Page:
Ambispective cohort review.
To examine the effects of early mobilization on patient outcomes, complications profile, and 30-day readmission rates.
Prolonged immobilization after surgery can result in functional decline and an increased risk of hospital-associated complications.
We conducted an ambispective study of 125 elderly patients (>65 years) undergoing elective spinal surgery for correction of adult degenerative scoliosis. We identified all unplanned readmissions within 30 days of discharge. Unplanned readmissions were defined to have occurred as a result of either a surgical or a nonsurgical complication. “Days of immobility” was defined as the number of days until a patient moved out of bed beyond a chair. Patients in the top and bottom quartiles were dichotomized into “early ambulators” and “late ambulators”, respectively. Early ambulators were ambulatory within 24 hours of surgery, whereas late ambulators were ambulatory at a minimum of 48 hours after surgery. Complication rates, duration of hospital stay, and 30-day readmission rates were compared between early ambulators and late ambulators.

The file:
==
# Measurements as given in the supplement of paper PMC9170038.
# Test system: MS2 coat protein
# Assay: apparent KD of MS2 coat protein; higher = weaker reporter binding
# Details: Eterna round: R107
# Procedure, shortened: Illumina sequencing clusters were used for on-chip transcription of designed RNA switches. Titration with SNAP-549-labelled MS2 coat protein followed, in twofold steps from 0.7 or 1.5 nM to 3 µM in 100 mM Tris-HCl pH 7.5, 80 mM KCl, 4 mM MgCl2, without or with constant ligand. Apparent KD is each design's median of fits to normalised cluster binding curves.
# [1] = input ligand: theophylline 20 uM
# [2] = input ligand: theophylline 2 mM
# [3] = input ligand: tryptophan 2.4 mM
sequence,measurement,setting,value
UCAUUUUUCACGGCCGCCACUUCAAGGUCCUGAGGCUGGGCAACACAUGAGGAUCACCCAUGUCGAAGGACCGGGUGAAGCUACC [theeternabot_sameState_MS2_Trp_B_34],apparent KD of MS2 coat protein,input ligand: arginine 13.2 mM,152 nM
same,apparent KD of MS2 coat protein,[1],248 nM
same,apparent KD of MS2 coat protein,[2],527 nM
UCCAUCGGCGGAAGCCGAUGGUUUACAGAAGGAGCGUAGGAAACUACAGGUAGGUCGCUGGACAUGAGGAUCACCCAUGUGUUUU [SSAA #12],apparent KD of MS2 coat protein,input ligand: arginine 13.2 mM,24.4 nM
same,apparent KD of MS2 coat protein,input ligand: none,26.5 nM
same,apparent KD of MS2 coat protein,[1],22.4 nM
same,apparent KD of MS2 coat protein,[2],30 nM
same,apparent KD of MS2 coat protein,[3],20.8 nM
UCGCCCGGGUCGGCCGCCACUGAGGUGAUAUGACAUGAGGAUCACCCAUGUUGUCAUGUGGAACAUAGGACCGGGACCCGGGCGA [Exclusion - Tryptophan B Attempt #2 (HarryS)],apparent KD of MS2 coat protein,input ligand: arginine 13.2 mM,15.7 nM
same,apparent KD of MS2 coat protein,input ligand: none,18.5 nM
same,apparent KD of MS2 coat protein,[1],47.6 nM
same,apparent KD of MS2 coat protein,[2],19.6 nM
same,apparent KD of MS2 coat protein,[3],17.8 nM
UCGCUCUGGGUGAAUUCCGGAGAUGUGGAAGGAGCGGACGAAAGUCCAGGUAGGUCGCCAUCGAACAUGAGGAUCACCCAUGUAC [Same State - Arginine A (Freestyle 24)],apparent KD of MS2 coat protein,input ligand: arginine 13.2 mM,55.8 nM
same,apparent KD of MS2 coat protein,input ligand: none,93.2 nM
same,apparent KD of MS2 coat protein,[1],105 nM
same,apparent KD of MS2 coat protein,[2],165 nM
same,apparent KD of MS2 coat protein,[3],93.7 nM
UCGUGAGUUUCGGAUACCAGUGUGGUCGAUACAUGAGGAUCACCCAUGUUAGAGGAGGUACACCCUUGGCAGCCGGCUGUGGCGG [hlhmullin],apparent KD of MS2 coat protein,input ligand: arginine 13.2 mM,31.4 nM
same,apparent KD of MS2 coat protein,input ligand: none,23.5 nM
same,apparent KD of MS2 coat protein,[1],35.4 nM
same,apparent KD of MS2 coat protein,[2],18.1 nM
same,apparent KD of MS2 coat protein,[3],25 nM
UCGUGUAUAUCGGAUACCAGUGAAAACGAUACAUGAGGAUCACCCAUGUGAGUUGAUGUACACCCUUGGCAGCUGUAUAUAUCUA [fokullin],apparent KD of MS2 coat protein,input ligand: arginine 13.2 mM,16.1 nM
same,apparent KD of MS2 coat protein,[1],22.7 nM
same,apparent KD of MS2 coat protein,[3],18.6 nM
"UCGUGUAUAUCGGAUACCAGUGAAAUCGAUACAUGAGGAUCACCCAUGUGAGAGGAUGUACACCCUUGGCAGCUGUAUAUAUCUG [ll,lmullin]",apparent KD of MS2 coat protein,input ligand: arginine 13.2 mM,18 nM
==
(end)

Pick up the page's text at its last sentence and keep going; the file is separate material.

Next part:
Baseline characteristics were similar between both cohorts. Compared with patients with a longer duration of immobility (i.e., late ambulators), the prevalence of at least one perioperative complication was significantly lower in the early ambulators cohort (30% vs. 54%, P = 0.06). The length of inhospital stay was 34% shorter in the early ambulators cohort (5.33 days vs. 8.11 days, P = 0.01). Functional independence was superior in the early ambulators cohort, with the majority of patients discharged directly home after surgery compared with late ambulators (71.2% vs. 22.0%, P = 0.01).
Early ambulation after surgery significantly reduces the incidence of perioperative complications, shortens duration of inhospital stay, and contributes to improved perioperative functional status in elderly patients. Even a delay of 24 hours to ambulation is associated with higher complication rates and inferior functional outcomes.
Level of Evidence: 3
∗Department of Neurosurgery, Rush University Medical Center, Chicago, IL
†Department of Neurosurgery, Duke University Medical Center, Durham, NC
‡Department of Neurosurgery, Yale University, New Haven, CT
§Department of Neurosurgery, University of Texas South Western, Dallas, TX.
Address correspondence and reprint requests to Owoicho Adogwa, MD, MPH, Department of Neurosurgery, Rush University Medical Center, 1725 W. Harrison, Suite 855, Chicago IL, 60612; E-mail: email@example.com
Received 29 September, 2016
Revised 15 December, 2016
Accepted 17 January, 2017
The manuscript submitted does not contain information about medical device(s)/drug(s).
No funds were received in support of this work.
Relevant financial activities outside the submitted work: grants.